Go to the Terminal area, and look for SSH Server. In this box, you’ll add the exact friendly name you had in your config file. Even though it says “domain.com” in the example text, ignore it and put the precise text name from config. The port is 22 (remember that firewall hole?). Do not add a user name or password. In short, Coda’s terminal will be looking at that config file. Click Save.
If you’re using a direct terminal, just go to AWS, select the instance, and click Instance Actions > Connect. It will generate the correct code automatically, but it goes like this:
ssh -i YOURKeyPair.pem email@example.com
You just substitute your key and ip. (Ec2-user is a constant.)
Under Coda, click connect, and you’re in. On Terminal, you’ll have to answer yes to a question about security, then you’ll be in.
If you see ASCII Art like this:
__| __|_ ) _| ( / Amazon Linux AMI ___|\___|___|
You have successfully connected.
We’re now L but not AMP. We’re missing a web server, and the web server of choice for Linux is Apache. Many builds of linux, and even Mac OS X comes with Apache baked in. But not Amazon - this is really, really bare bones. So let’s install Apache. This is easy; just copy this code in exactly:
sudo su yum install httpd
Say yes when asked.
What did you just do? It took me a while to figure this out. The sudo su is basically upgrading you from basic permissions to “superuser” permissions while you’re logged in. This is acceptable because you have the super-secret key pair. After you give yourself the proper permissions, yum is a linux installer. You asked it to go grab “httpd”, which is a kind of nickname for apache. It’s an “HTTP Daemon”, or it serves web content. Clever. You’ll see that httpd is the folder it is installed in. Most self-references for Apache go to httpd.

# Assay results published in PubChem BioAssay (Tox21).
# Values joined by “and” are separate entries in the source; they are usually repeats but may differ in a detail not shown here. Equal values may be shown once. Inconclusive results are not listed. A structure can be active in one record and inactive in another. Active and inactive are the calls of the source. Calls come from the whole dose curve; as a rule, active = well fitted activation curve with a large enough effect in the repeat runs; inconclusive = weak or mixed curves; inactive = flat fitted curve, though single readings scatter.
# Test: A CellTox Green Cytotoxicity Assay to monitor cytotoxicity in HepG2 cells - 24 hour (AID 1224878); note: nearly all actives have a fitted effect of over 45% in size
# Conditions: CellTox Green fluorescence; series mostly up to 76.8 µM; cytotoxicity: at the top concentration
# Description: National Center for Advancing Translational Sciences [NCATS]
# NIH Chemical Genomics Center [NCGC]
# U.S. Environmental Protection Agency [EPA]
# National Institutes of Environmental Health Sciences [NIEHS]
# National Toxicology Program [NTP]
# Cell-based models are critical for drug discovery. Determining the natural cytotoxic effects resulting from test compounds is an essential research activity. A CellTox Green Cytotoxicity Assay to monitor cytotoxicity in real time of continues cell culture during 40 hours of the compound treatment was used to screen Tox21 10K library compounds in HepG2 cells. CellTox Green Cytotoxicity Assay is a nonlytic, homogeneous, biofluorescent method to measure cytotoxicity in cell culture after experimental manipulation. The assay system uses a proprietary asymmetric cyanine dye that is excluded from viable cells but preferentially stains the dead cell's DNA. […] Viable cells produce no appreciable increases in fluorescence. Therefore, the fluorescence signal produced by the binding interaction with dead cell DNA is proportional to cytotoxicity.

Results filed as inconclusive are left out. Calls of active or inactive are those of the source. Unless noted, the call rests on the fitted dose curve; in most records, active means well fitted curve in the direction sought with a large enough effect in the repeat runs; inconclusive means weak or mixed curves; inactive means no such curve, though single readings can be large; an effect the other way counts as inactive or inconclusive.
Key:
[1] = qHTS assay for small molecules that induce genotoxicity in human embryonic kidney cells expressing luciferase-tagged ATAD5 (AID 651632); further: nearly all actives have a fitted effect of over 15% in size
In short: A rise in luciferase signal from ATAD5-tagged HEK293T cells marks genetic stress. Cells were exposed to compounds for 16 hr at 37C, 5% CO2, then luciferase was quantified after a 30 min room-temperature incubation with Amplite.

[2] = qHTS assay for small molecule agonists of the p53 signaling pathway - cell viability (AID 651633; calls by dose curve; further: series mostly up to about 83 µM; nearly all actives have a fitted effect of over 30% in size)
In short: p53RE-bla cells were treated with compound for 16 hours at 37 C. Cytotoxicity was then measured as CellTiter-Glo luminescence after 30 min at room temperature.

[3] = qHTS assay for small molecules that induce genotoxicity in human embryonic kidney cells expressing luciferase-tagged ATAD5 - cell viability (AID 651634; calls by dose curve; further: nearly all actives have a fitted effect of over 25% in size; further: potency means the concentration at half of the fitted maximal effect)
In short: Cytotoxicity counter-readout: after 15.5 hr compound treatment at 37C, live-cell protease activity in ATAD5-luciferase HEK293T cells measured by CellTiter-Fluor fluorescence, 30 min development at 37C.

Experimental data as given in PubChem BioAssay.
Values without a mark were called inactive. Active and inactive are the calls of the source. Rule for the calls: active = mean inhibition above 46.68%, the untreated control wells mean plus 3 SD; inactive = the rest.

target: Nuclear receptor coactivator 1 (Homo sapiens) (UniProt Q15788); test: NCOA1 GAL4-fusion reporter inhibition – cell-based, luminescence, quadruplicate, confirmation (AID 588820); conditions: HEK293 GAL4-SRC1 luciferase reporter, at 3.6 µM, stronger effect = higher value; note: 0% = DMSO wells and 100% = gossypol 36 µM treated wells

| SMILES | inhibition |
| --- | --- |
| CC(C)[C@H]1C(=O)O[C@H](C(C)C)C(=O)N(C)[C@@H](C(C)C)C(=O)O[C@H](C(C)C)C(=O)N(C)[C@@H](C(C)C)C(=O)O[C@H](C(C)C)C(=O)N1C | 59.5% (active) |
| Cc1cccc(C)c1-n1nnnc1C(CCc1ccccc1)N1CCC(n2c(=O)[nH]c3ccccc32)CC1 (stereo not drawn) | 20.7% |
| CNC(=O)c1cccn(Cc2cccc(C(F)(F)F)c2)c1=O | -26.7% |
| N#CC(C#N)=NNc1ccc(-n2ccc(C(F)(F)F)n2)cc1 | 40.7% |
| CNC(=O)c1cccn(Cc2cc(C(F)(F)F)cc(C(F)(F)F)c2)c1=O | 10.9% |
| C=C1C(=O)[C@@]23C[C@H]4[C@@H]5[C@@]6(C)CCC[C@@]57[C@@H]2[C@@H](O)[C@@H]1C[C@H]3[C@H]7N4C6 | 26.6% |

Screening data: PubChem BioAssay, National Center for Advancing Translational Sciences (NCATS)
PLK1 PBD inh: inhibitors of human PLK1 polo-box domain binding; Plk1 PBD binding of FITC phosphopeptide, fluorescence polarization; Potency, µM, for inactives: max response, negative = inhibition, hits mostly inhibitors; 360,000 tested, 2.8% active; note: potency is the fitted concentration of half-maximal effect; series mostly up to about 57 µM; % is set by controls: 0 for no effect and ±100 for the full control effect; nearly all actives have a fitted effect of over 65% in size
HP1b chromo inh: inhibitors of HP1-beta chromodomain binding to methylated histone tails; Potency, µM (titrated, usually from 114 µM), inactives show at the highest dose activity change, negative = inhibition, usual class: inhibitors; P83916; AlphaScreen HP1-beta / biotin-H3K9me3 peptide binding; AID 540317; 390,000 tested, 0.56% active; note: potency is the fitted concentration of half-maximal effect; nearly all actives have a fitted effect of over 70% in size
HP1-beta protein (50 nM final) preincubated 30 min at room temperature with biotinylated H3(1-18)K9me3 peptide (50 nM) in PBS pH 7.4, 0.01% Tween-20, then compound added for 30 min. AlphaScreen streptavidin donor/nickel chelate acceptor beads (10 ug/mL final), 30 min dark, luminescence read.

Fancy! Now what?
Check to see that the web server is in fact running.
service httpd status
Not running yet? Ya, you need to explicitly start it.
service httpd start
If it’s running, you’re good. It’ll say httpd (pid ###) is running. It’s saying Apache, assigned process id number x, is running.
OK, want to be sure it’s running? Drop your IP address into a browser, and you will now see the Apache test page. Sweet! You have a Linux Apache box. Two more…
You have a static server at this point. Time for “M”, or MySQL. This of course is a database, and as such, a place to store things like articles, content, pages, and other such goodies that Wordpress and other things like to store data in.
In terminal, add the following lines:
yum install mysql mysql-server service mysqld start mysql_secure_installation
If you want to use Navicat:
mysql -u root -p mysql> GRANT ALL PRIVILEGES ON *.* TO 'root'@'%' IDENTIFIED BY 'bkpit97' WITH GRANT OPTION; mysql> FLUSH PRIVILEGES; mysql> exit
Don’t forget the d on mysqld - that is not a typo. It’s “MySQL Daemon”, same as httpd. This is the server daemon, dishing out data.
Service mysqld status should confirm a running instance of MySQL.
[root@ip-10-228-23-35 var]# service mysqld start
Initializing MySQL database: Installing MySQL system tables...
Filling help tables...
To start mysqld at boot time you have to copy
support-files/mysql.server to the right place for your system
PLEASE REMEMBER TO SET A PASSWORD FOR THE MySQL root USER !
To do so, start the server, then issue the following commands: